"Parents want more information, faster, about how their children are performing relative to their peers. And the state is demanding higher levels of measurement, information, and evidence of progress." This statement is from OSC (Educational Assessment Scoring Environment), a company that will be taking state tests of students from our upstate area to Long Island for cheaper, more efficient, computer-assisted scoring. OSC has been seeking certified teachers to participate in scoring for $30 to $40 an hour. An initial inquiry to the company for teachers from our area to participate in scoring got an enthusiastic initial response, but in follow-up, a more cautious request came from the same OSC employee, suggesting a conference call to discuss the "logistics" of upstate teacher participation. The motivation for a move to this type of scoring is described by this company as cost-effectiveness, and the desire to keep teachers in their classroom instead of pulling them away for scoring. While I think these are admirable motives that most would agree with, the "parents want" stuff seems to be more of the snake-oil salesmanship from proponents of what is being called education reform.
From new standards, to tests, to undermining the input of educators, to the collection and "uploading" of personal data of school students and their families: the increasingly opposed public has been told these efforts will benefit us all. But I am not so sure that parents need to have their priorities described for them by leaders in business and policy, or that any description of those priorities should could come from those intending to more efficiently turn children and their schools into data to serve the "free market", the "competitive global economy", or any political/financial bottom line. Education is intended to prepare students to navigate and master these forces; help them make the world their own-not hold them accountable to serving it as-is. Public schools, though, have been scapegoated instead of supported in this effort to serve a population whose struggles and instability are increasing as the wealth in our nation trickles up instead of down, and the school funding disparity in NY shows a clear connection between the resources a district is provided and the achievement of its students.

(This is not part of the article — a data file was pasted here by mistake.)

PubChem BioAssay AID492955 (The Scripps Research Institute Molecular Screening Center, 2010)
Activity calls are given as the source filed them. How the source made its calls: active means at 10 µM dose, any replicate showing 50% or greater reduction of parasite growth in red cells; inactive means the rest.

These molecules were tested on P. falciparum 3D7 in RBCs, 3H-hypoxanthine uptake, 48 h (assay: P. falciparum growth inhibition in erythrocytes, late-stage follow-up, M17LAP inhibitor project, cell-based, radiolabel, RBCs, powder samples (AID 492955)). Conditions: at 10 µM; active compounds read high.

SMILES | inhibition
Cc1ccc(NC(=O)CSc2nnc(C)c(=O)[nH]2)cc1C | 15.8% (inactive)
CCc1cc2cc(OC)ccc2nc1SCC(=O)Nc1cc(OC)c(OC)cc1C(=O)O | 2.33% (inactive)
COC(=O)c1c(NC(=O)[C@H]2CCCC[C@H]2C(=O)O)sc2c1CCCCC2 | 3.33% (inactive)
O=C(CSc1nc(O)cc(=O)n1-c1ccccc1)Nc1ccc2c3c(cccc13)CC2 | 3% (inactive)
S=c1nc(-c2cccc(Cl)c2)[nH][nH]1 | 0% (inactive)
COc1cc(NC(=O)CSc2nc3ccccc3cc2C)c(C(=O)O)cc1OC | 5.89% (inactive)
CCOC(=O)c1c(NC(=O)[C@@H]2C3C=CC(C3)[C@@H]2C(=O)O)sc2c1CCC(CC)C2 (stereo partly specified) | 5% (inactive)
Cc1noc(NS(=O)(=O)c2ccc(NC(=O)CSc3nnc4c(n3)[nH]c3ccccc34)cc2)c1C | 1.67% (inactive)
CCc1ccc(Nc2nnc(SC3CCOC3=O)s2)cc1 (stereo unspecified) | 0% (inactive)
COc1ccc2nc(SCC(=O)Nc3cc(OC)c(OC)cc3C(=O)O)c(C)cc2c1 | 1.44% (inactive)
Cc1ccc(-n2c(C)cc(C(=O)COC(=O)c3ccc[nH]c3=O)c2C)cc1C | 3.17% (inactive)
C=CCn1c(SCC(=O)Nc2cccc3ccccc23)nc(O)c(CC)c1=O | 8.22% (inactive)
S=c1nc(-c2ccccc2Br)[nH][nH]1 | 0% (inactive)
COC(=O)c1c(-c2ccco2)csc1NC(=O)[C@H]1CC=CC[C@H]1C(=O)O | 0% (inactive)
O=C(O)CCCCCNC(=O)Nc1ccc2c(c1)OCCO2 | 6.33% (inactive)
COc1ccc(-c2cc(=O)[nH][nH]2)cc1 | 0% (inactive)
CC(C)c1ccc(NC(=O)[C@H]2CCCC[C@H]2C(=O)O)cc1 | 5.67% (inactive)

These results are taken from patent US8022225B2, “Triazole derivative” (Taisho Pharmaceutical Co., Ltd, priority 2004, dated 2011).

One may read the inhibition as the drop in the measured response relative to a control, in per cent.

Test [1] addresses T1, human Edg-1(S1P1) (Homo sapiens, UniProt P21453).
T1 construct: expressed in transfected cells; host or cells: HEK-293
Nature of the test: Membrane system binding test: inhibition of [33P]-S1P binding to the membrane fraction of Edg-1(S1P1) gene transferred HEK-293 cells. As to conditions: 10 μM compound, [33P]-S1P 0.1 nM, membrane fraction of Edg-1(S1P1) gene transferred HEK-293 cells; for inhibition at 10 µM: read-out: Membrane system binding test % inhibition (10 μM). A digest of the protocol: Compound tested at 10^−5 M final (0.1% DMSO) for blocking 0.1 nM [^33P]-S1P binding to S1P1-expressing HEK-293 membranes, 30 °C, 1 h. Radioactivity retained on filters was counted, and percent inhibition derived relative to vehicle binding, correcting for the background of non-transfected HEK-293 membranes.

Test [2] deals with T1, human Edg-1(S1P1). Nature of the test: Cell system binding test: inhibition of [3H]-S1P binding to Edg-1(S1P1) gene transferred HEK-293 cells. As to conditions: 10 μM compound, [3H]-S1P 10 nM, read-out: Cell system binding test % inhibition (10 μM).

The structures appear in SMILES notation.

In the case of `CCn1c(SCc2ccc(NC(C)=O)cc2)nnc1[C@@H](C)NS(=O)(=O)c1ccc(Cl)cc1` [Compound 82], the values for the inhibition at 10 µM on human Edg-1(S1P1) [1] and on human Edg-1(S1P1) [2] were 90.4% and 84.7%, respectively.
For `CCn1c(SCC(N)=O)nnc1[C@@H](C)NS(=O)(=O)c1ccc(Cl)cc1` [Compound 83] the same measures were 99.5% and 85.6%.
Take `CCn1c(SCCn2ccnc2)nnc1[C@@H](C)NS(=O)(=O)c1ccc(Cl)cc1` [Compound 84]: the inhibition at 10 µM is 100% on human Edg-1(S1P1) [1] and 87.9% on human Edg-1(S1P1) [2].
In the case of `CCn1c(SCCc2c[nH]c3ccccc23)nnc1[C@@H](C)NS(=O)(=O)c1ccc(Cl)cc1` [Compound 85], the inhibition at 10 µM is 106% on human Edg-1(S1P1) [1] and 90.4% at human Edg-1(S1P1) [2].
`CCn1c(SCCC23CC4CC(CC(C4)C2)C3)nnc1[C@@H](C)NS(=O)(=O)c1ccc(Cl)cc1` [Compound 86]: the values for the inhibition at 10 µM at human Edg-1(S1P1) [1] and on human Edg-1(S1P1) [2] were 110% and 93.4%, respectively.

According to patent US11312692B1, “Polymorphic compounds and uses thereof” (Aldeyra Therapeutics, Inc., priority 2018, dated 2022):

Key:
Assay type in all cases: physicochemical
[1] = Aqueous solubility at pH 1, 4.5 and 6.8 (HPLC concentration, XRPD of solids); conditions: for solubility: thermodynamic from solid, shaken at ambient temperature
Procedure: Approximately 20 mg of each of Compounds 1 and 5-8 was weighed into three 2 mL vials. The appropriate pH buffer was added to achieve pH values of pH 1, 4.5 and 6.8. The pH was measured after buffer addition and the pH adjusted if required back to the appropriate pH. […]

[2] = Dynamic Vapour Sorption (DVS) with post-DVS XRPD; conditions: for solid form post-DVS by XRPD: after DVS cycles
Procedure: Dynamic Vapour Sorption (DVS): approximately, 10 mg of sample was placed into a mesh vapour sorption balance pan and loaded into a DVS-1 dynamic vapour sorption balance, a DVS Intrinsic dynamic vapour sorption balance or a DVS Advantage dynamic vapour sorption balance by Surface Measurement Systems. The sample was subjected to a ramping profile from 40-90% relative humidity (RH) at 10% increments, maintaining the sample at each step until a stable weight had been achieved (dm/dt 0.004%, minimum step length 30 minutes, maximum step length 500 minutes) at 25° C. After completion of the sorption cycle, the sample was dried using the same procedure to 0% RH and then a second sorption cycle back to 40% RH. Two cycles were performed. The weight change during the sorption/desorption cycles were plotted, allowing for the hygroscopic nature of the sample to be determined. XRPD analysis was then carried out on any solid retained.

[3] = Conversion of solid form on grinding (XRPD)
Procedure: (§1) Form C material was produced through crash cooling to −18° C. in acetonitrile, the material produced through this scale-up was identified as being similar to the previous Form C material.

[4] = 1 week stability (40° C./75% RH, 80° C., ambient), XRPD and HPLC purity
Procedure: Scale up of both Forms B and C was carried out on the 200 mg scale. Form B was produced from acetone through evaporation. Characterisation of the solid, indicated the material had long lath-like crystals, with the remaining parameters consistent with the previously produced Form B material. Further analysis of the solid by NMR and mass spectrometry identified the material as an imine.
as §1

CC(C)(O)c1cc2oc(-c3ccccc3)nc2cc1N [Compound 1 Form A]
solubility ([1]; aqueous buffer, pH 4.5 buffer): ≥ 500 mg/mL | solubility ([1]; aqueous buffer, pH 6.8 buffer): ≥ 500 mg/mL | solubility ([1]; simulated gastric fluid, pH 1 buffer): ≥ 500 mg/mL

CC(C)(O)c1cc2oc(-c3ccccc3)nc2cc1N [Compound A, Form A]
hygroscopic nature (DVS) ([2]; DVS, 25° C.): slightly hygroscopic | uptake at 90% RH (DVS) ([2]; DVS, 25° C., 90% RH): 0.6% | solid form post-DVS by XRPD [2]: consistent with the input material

As a parent, I care little about what numbers the state would seek to stamp on my children, or how they compare to numbers of others. I've evaluated how politicians, corporations and investors handle such numbers and I'd say it's been two years plus of either ineffective or developing results. If our Governor wants to whine about unions and pretend he's on the side of parents, he needs to own up to his responsibilities for aggressively pushing the common core, "race to the top" package from day 1, not just point fingers at the Board of Regents. His failure to address school funding issues and his recent trip to the West Coast for what has been described as a "glitzy L.A. fund raiser" makes me question his priorities and his effectiveness.